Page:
April 11th 2021 homily on John 20:19-31 by pastor Galen
A Raging Pandemic
The year was 165 A.D., and a devastating plague was sweeping across the Roman Empire. Some historians think that perhaps it was the first appearance of smallpox in the West, but whatever it was, it was deadly—as many contagious diseases are when they strike a previously unexposed population. During the15-year duration of the epidemic, somewhere between a quarter and a third of the population died from the disease. At the height of the epidemic, mortality was so great in many cities that the emperor Marcus Aurelius (who subsequently died from the disease) described caravans of carts and wagons hauling out the dead.
The famous Greek doctor, surgeon, and philosopher Galen (who I’m named after), whose views dominated and influenced Western medical science for more than 1,300 years, fled the city of Rome during the pandemic and went to his countryside estate where he stayed until the danger subsided. For those who could not flee, the typical response was to try to avoid any contact with the afflicted, since it was understood that the disease was contagious. When even the first sign of symptoms appeared, victims were often thrown out into the streets and left to die, so that their friends and loved ones would not contract the deadly disease.
The Christians living in the Roman Empire, on the other hand, did not do this, choosing insteading to care for their loved ones and even for those who were not part of their Church community by providing them with food and water. In so doing, they were able to nurse many people back to health. Of course there were many Christians who did not survive the epidemic, but these died as faithful followers of Christ, loving and caring for their family, friends, and neighbors, treating others as they would have wanted to be treated, as Jesus taught us to do.
I’m grateful that in the current pandemic that we’re living through we have much more sophisticated means of treating COVID patients and tracking the spread of the coronavirus. But there have been many frontline workers and medical professionals who have risked their own safety in order to care for others. And many of you have cared for friends and loved ones who contracted the virus — following CDC guidelines to minimize the risk to yourself and others — thereby exemplifying Christlike love and compassion.
But what was it that caused the famous Greek physician Galen to flee to his countryside estate rather than stay and assist the afflicted? And what was it that caused the Christians of his day to risk their own safety in order to serve the sick?
In his book The Triumph of Christianity, sociologist and historian Rodney Stark answers that question in this way: “Christians believed in life everlasting, [Whereas those who practiced the Roman religions] believed in an unattractive existence in the underworld. Thus, for Galen to have remained in Rome to treat the afflicted during the first great plague would have required far greater bravery than was needed by Christian deacons and presbyters to do so.” And he concludes by saying, “Faith mattered.”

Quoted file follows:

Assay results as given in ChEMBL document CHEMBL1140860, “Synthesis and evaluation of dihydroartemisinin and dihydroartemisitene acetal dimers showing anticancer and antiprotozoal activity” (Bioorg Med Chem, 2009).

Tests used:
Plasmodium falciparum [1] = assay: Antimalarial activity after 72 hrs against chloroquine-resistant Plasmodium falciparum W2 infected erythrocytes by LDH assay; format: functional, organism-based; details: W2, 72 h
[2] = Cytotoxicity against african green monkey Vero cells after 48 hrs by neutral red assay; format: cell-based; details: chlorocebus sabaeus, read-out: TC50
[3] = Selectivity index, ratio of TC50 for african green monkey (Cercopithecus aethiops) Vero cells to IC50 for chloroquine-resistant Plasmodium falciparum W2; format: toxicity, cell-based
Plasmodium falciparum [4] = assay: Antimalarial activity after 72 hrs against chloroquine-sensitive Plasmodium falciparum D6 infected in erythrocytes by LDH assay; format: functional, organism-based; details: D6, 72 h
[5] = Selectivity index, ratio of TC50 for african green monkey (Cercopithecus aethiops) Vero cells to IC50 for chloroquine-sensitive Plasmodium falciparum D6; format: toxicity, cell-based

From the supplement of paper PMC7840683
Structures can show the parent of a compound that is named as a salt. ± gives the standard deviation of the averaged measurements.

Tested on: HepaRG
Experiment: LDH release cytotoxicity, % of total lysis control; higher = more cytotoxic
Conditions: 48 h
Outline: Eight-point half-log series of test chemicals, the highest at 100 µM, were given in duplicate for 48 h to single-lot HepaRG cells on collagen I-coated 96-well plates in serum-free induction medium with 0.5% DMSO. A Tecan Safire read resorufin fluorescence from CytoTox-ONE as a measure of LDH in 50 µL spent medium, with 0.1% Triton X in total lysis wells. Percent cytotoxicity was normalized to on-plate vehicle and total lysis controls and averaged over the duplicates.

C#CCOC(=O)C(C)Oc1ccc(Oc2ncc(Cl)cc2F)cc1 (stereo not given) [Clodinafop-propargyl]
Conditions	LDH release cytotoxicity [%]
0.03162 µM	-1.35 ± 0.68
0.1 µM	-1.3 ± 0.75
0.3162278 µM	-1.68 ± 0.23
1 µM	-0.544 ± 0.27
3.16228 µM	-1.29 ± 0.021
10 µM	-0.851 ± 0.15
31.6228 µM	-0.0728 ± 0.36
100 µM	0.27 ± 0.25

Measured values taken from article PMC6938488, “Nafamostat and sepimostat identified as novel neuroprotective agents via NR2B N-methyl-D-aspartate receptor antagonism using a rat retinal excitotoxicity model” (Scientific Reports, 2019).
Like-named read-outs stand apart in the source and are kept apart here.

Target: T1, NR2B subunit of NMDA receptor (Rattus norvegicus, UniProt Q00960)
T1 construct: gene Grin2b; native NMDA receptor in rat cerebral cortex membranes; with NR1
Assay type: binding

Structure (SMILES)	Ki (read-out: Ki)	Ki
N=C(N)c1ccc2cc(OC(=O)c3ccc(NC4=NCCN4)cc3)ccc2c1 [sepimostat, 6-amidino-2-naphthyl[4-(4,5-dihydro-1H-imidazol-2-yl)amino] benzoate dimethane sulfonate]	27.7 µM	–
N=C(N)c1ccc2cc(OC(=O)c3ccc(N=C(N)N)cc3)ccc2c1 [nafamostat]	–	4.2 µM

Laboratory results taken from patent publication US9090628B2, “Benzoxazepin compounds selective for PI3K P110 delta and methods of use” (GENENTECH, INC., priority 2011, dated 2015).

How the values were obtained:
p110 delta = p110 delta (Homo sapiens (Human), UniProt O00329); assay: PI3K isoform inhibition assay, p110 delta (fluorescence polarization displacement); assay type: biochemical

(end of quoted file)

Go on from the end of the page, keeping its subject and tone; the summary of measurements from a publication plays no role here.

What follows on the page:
The 2nd century Christians believed in life everlasting, just as we do today. They had faith and confidence that death was not the end, and that because Jesus rose from the grave on Easter morning, we too will one day be resurrected. Because of Christ’s death and resurrection we have hope and confidence that no matter what happens to us in this life, if we put our faith and trust in the Lord we will be with Christ for all eternity.
Faith mattered to those 2nd century Christians. Not in a way that denied the danger they were experiencing, but in a way that motivated them to serve others with care and compassion.
“Unless I See”
In the Gospel of John chapter 20, we find that the evening after Jesus rose from the grave his disciples were huddled together behind locked doors, for fear that the same people who put Jesus to death would come and arrest them for being followers of Jesus. The word “disciples” here probably refers not just to Jesus’s inner circle of disciples, but to the larger number of men and women who had followed Jesus and been sent out by him to heal and minister to the sick in Luke chapter 10.
Mary Magdalene had seen the risen Lord and had shared the good news of Christ’s resurrection with the other disciples. Peter and John had gone and seen the empty tomb for themselves, but they were all still scared and confused, wondering what had happened to his body? Had someone stolen it? And if Jesus had indeed risen as Mary said, where was he now?
All of a sudden, standing there in their midst, was Jesus! “He showed them his hands and his side,” John tells us, and “the disciples rejoiced when they saw the Lord.” Jesus spoke with them, and breathed on them the breath of the Holy Spirit.
But a week later, the disciples were again in the house with the doors closed. This time Thomas was with them. The other disciples had told Thomas that they had seen the risen Christ, but he was even more skeptical than they had been, saying, “Unless I see the mark of the nails in his hands, and put my finger in the mark of the nails and my hand in his side, I will not believe” (John 20:25).
But then, standing there once again in their midst, was Jesus, saying “Peace be with you.” Jesus invited Thomas to come and see for himself, saying, “’Put your finger here and see my hands. Reach out your hand and put it in my side. Do not doubt but believe.’” Thomas answered him, “’My Lord and my God!’” (John 20:27-28). Jesus said to Thomas, “Have you believed because you have seen me?” (John 20:29a) And then Jesus uttered those words that refer to each and every one of us who have never seen the risen Lord in bodily form, and yet put put our faith and trust in Christ: “Blessed are those who have not seen and yet have come to believe” (John 20:29b).
The Body of Christ in Action
Of course, it’s easier to believe that Christ is alive when we see the Church, referred to as the Body of Christ, living into the hope of the resurrection, proclaiming the Gospel through word and deed, as those 2nd century Christians did during the time of the plague in the Roman empire.